The Tokaido Road developed in significance over time, a time that dates back to the start of Japan’s Edo Period (1603-1868). I first became aware of the Tokaido after seeing a selection of woodblock prints by the Japanese artist Utagawa Hiroshige. I grew curious to know what remained of this route and wondered how the locations would look now. I then travelled on the Tokaido Road in Japan and produced paintings based upon similar views to those once chosen by Hiroshige in the early 1830s. Some of Hiroshige's studies of these areas were transferred into a set of woodblock prints known as ’The 53 Stations of the Tokaido Road’.
The Tokaido ('Eastern Sea Road') which linked Edo (present day Tokyo) and Kyoto, has gone through many changes in its history. However, I found a sense of poetry remaining, a poetry of time and place. Hiroshige responded to these regions as did other artists both before and after him. I chose to join in this traditional Japanese subject matter and followed Hiroshige's first set of prints (Hoeido edition) as my starting point.
In time I realised that Hiroshige's images of the Tokaido were as much about an imaginative journey as a physical one. It is, perhaps, on this level of the imagination that I feel most in empathy with many of the artists that have made this journey before me. Some locations within the modern face of the Tokaido had a desolate and abandoned atmosphere, while other places were full of travellers, noise and hospitality, which, I imagined, would have been more reminiscent of the road in Hiroshige's time.
The road was approximately three hundred miles long and was an enormous physical challenge. There were mountains to pass and many rivers to negotiate, some by boat while others needed professional porters to carry travellers from shore to shore. I was fortunate in that my journey along the road was aided by contemporary transport.
The present make up of urban Japan is masking this older route, but the road in part is still there and is cared for by many Japanese. Hiroshige used the Tokaido as a source of creativity for many years. I have just started. The way I express my experience of the Tokaido is encoded in the paintings.
My exploration of this ancient highway concluded with a combination of lectures and a touring exhibition. The British Museum and Hertfordshire University were among the locations on the lecture tour. This project had sponsors that included The Daiwa Anglo Japanese Foundation, Mitsubishi Electric, The Corporation London and ‘Japan Festival 2001’. These expeditions were also supported by the generosity of friends and family.
Nigel Caple was my student twenty years ago and over the intervening years has become a colleague: we have shared exhibitions, discussions and advice.
Central to my belief in the importance of art and its place in society is a conviction that a training in art enables the artist to discard any rigid and conventional concepts of space and time and enter a new and dynamic world of experience, which engages all our creative potentials.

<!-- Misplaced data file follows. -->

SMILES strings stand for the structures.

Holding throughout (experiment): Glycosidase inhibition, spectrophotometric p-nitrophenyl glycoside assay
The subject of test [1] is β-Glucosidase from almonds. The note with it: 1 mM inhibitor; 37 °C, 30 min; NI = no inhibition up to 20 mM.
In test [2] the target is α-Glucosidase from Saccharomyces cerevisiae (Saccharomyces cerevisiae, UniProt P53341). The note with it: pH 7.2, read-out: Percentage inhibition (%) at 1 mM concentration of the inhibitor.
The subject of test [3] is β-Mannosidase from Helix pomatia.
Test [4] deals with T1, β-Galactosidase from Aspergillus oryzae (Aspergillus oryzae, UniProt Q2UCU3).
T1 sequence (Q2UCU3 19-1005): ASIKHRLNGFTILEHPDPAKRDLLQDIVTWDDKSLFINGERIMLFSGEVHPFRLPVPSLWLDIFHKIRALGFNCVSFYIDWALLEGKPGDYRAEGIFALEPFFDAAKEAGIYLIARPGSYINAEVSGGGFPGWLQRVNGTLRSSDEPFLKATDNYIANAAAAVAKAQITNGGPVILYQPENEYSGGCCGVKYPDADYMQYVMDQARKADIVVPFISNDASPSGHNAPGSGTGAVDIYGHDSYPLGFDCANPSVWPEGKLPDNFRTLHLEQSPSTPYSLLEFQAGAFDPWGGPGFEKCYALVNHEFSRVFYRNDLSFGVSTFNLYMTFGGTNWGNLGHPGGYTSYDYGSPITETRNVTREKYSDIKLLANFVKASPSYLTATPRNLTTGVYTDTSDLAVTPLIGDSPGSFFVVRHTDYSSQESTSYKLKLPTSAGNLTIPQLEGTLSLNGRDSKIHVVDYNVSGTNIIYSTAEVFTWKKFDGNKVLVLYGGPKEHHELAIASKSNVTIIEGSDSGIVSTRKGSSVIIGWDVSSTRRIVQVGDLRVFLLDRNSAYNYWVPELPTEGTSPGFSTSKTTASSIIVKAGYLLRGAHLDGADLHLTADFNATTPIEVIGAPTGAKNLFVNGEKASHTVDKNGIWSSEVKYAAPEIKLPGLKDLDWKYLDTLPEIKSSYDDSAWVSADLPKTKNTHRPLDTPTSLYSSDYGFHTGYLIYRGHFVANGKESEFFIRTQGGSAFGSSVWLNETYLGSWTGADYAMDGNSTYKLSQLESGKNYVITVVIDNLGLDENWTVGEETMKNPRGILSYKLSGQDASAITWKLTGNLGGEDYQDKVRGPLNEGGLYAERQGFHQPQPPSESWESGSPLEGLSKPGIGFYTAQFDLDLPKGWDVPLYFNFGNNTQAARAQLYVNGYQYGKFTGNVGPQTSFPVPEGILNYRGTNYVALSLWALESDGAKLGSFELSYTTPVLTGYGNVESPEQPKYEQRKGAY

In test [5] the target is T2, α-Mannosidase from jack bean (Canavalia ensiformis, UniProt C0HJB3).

Nigel's commitment as artist over the past twenty-five years enables him in his 'Stations of the Tokaido Road' to transcend the spacial and temporal divide which would otherwise separate him from his great predecessor and, with a true artist's sense of a shared seriousness, to join Hiroshige on his journey.
It has often been remarked that Japan and the United Kingdom are island cultures. Voyaging is a shared historical experience. Nigel, born in a small off-shore island of the UK, with sea-faring in his blood, takes for granted what Hiroshige took for granted: in a journey or a voyage we embody ourselves. It is this sense of human embodiment, whether his images are peopled or not, which gives Hiroshige his perennial appeal, and travelling the road and seeing what Hiroshige has seen before him, gives Nigel's own work his own sense of embodiment and warmth. The imagination is not a personal possession; though it may touch us from time to time, it is usually mediated by our great forerunners in the field. It is natural and appropriate that Hiroshige has inspired Nigel. Following the path of a master has always been a source of originality in east and west.
Matisse reminded the west that several of the classic artists of Japan changed names in order not to be prisoners of a reputation. This reminder was timely since the name Picasso was assuming an importance overriding his work and encouraging students to seek above all a name, which would licence anything. Nigel has not followed this fashion since his 'Stations of the Tokaido Road' is the culmination of many years of patient work both in Europe and Japan. If it gives him a reputation, which leads him to consider a change of name, so be it. He will remain for me a loyal friend and a fine artist.